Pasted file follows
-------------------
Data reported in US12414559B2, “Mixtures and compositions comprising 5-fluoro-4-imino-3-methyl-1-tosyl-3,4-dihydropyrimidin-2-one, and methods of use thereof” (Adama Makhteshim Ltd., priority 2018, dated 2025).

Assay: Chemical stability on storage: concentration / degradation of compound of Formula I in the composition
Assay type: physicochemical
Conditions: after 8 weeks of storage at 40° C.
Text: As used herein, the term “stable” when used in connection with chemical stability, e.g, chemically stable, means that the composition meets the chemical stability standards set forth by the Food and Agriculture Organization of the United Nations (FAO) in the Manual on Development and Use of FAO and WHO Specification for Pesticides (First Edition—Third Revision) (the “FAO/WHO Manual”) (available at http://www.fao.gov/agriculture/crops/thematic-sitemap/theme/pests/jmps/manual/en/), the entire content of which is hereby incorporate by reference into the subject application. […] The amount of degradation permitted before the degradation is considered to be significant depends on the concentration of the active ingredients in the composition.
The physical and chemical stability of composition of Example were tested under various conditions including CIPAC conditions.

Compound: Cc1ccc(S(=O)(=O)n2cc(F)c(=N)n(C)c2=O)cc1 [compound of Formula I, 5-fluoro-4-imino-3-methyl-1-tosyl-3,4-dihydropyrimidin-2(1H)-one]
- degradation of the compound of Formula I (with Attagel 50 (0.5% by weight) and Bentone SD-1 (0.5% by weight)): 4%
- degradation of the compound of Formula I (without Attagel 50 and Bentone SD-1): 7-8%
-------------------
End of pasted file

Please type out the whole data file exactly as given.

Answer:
Data reported in US12414559B2, “Mixtures and compositions comprising 5-fluoro-4-imino-3-methyl-1-tosyl-3,4-dihydropyrimidin-2-one, and methods of use thereof” (Adama Makhteshim Ltd., priority 2018, dated 2025).

Assay: Chemical stability on storage: concentration / degradation of compound of Formula I in the composition
Assay type: physicochemical
Conditions: after 8 weeks of storage at 40° C.
Text: As used herein, the term “stable” when used in connection with chemical stability, e.g, chemically stable, means that the composition meets the chemical stability standards set forth by the Food and Agriculture Organization of the United Nations (FAO) in the Manual on Development and Use of FAO and WHO Specification for Pesticides (First Edition—Third Revision) (the “FAO/WHO Manual”) (available at http://www.fao.gov/agriculture/crops/thematic-sitemap/theme/pests/jmps/manual/en/), the entire content of which is hereby incorporate by reference into the subject application. […] The amount of degradation permitted before the degradation is considered to be significant depends on the concentration of the active ingredients in the composition.
The physical and chemical stability of composition of Example were tested under various conditions including CIPAC conditions.

Compound: Cc1ccc(S(=O)(=O)n2cc(F)c(=N)n(C)c2=O)cc1 [compound of Formula I, 5-fluoro-4-imino-3-methyl-1-tosyl-3,4-dihydropyrimidin-2(1H)-one]
- degradation of the compound of Formula I (with Attagel 50 (0.5% by weight) and Bentone SD-1 (0.5% by weight)): 4%
- degradation of the compound of Formula I (without Attagel 50 and Bentone SD-1): 7-8%